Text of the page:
The terrifying dilapidated killer zombie has chased the nice, pretty girl through the dimly-lit corridors. But he has her cornered in a small room. There’s a scuffle. And just as he’s about to gorge on her flesh, she reaches for a nearby crowbar and rams it through the zombie’s skull. The zombie collapses to the ground and the girl is relieved. It’s all over. But then, out of nowhere, the zombie pops back up and grabs the girl by the neck. She yelps. A blood-curdling scream.
This is what Logikparty sound like. Just when you think the ghoulish nightmare is over, it starts all over again. After a moment of calm, a flash of hope, suddenly you’re on a broken carnival ride hurtling towards oblivion. But this dark, delirious, dizzy sound is what gives them an urgency, an offbeat intensity. ‘Blonde on Blonde on Blonde’ is euphorically scary white funk. As the arpeggiated synth-bass builds, you can’t help looking over your shoulder to check you’re not being followed. ‘Cave Pain Things’ (they do like their puns) sounds like a full-on panic attack. ‘Guesse Flesch’ too, where the ending builds up into a wall of razor-guitared, Burundi-drummed tribal rage. While ‘Drop City’ is one of the most subtly disconcerting pieces of music ever committed to wax.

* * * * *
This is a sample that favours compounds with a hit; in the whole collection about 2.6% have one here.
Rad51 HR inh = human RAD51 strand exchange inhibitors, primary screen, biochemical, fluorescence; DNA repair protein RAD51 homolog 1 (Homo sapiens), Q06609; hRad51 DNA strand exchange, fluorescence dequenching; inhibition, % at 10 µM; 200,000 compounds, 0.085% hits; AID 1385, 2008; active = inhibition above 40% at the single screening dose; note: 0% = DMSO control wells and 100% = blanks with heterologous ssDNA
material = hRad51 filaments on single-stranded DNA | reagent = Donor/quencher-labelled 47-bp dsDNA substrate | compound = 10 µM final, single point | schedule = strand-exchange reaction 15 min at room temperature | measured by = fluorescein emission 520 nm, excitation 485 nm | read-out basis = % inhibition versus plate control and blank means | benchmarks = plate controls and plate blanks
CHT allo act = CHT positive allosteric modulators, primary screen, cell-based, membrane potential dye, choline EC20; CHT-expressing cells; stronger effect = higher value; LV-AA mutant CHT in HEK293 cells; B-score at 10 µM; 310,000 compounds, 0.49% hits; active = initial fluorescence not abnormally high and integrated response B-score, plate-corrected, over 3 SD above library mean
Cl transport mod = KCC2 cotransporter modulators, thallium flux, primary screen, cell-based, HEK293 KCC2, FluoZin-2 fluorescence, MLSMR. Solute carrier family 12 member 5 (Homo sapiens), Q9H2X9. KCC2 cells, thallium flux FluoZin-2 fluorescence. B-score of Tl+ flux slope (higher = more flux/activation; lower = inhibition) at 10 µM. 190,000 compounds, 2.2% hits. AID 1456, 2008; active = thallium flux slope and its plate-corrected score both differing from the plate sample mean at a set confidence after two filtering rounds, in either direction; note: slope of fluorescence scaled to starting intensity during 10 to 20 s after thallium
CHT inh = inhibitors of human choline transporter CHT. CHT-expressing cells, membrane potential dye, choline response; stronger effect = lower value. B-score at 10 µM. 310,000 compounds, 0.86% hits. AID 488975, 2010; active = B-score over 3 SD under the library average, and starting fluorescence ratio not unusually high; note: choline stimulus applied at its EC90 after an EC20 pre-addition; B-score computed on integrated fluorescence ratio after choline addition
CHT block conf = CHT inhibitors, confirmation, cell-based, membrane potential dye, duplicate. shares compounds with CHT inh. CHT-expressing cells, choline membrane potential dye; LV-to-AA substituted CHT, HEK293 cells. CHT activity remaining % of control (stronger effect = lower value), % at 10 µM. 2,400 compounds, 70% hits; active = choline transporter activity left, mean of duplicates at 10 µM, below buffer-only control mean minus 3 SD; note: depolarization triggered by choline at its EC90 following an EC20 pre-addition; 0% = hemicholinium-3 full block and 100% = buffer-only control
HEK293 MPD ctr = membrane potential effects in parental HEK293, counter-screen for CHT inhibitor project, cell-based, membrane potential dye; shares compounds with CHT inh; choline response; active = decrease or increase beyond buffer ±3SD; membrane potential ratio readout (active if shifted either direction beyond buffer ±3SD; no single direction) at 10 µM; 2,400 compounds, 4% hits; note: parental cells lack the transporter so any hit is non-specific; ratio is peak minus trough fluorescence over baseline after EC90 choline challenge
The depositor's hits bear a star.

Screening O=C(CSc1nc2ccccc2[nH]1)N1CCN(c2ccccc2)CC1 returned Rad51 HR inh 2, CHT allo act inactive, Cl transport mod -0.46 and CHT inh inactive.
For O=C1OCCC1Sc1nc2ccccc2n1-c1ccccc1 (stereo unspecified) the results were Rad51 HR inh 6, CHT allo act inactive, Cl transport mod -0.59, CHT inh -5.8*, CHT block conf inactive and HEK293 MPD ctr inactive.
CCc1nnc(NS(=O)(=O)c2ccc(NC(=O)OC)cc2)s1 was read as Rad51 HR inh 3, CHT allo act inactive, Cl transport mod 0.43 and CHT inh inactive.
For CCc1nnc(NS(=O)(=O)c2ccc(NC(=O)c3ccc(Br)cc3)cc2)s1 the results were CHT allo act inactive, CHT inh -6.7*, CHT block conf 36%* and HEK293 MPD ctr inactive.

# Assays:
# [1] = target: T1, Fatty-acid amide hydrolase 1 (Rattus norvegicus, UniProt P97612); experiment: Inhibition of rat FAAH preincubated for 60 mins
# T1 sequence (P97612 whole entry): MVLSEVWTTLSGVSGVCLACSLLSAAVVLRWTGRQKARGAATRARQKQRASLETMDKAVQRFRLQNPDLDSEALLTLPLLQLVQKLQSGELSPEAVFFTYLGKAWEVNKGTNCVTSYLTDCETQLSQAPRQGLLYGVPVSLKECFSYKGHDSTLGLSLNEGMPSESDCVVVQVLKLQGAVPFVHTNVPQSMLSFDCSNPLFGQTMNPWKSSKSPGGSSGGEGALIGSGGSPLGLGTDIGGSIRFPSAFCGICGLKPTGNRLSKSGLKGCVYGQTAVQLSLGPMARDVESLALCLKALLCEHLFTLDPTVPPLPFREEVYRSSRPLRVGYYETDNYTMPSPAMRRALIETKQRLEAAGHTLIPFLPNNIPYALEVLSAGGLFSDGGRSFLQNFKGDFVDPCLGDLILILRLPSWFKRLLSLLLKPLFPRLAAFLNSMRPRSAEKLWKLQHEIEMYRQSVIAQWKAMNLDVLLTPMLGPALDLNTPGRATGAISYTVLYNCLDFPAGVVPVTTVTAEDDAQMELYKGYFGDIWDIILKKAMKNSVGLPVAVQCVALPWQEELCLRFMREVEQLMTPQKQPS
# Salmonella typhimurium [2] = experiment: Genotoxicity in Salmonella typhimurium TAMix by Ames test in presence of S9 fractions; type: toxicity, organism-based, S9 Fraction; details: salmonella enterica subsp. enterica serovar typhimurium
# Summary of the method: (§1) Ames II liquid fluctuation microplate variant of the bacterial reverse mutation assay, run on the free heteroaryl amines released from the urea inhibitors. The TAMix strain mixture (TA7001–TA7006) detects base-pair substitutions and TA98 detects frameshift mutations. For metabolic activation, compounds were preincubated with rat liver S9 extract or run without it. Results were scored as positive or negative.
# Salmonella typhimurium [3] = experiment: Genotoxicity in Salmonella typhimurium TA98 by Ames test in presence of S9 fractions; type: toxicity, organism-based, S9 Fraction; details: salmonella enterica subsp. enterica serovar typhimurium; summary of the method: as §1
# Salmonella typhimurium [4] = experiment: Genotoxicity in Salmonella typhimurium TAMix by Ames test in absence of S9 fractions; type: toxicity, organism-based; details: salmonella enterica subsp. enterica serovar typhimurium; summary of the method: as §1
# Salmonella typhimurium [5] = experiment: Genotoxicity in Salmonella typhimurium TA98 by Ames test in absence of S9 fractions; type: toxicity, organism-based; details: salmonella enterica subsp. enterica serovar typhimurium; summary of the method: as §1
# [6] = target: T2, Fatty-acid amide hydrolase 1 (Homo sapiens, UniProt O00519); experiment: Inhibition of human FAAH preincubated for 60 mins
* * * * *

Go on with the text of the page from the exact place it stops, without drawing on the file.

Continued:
Yes, they have a gigantic sleeveful of influences. F.A.C.T.O.R.Y. The Scream. No wave. Ubu. Dub rhythms. The Birthday Party. In fact, Logikparty = ruined, creepy birthday parties. This is a good thing. In fact, Logikparty beautifully itch up the safe, Xeroxed guitar scene that has somehow overwhelmed the Irish underground. No instrumental post-rock that predictably switches from muted to blustering here. Thank you Logikparty.